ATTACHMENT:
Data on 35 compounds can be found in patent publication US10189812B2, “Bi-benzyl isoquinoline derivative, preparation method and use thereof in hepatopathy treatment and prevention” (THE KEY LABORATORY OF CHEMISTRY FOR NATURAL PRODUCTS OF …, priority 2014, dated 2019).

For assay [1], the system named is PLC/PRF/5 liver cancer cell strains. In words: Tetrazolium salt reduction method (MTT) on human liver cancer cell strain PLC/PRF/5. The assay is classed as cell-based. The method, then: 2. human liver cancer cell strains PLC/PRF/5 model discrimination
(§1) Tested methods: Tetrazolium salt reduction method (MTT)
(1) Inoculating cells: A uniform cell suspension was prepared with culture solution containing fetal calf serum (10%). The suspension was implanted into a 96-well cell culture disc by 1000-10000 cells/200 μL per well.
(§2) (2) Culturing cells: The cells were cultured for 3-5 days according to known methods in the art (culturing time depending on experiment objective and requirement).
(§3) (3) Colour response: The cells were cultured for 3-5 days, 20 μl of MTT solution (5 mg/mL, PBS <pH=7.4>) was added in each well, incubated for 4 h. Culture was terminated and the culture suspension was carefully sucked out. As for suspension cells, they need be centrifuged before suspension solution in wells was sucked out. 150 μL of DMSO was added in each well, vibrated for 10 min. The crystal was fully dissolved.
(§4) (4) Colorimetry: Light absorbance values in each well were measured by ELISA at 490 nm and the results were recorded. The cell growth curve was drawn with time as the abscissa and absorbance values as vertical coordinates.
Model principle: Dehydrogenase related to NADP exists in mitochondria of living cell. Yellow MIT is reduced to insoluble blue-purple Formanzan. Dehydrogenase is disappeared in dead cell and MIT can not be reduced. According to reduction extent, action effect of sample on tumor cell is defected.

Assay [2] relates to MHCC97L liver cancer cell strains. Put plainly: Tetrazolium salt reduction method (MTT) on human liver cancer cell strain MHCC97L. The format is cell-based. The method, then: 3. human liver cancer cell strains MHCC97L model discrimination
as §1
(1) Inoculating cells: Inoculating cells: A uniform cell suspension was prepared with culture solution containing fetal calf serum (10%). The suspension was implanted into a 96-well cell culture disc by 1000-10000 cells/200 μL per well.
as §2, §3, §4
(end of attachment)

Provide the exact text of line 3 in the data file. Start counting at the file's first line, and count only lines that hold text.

(§1) Tested methods: Tetrazolium salt reduction method (MTT)